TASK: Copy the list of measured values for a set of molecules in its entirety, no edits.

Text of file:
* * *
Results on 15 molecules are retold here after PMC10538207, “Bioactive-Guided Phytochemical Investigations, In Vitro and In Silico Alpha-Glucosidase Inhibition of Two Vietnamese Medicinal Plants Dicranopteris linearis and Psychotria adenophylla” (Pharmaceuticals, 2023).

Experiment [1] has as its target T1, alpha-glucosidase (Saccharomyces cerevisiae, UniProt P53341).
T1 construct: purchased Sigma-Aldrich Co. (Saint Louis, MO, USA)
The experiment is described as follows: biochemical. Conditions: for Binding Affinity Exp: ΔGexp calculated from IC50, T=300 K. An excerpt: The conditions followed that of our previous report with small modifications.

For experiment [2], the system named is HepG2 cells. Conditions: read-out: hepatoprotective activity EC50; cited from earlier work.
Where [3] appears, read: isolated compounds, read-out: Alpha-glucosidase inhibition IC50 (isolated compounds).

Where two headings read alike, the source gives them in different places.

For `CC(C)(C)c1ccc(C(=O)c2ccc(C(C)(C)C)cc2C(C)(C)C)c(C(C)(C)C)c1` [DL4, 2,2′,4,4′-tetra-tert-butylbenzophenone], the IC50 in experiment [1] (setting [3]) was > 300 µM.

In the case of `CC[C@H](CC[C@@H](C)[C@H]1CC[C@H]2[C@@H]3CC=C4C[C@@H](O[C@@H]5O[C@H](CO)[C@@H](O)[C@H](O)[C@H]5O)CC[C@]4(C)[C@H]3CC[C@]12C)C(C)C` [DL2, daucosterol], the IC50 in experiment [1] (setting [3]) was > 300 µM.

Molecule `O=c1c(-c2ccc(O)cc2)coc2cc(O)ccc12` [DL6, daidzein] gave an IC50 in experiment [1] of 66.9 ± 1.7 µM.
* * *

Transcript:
Results on 15 molecules are retold here after PMC10538207, “Bioactive-Guided Phytochemical Investigations, In Vitro and In Silico Alpha-Glucosidase Inhibition of Two Vietnamese Medicinal Plants Dicranopteris linearis and Psychotria adenophylla” (Pharmaceuticals, 2023).

Experiment [1] has as its target T1, alpha-glucosidase (Saccharomyces cerevisiae, UniProt P53341).
T1 construct: purchased Sigma-Aldrich Co. (Saint Louis, MO, USA)
The experiment is described as follows: biochemical. Conditions: for Binding Affinity Exp: ΔGexp calculated from IC50, T=300 K. An excerpt: The conditions followed that of our previous report with small modifications.

For experiment [2], the system named is HepG2 cells. Conditions: read-out: hepatoprotective activity EC50; cited from earlier work.
Where [3] appears, read: isolated compounds, read-out: Alpha-glucosidase inhibition IC50 (isolated compounds).

Where two headings read alike, the source gives them in different places.

For `CC(C)(C)c1ccc(C(=O)c2ccc(C(C)(C)C)cc2C(C)(C)C)c(C(C)(C)C)c1` [DL4, 2,2′,4,4′-tetra-tert-butylbenzophenone], the IC50 in experiment [1] (setting [3]) was > 300 µM.

In the case of `CC[C@H](CC[C@@H](C)[C@H]1CC[C@H]2[C@@H]3CC=C4C[C@@H](O[C@@H]5O[C@H](CO)[C@@H](O)[C@H](O)[C@H]5O)CC[C@]4(C)[C@H]3CC[C@]12C)C(C)C` [DL2, daucosterol], the IC50 in experiment [1] (setting [3]) was > 300 µM.

Molecule `O=c1c(-c2ccc(O)cc2)coc2cc(O)ccc12` [DL6, daidzein] gave an IC50 in experiment [1] of 66.9 ± 1.7 µM.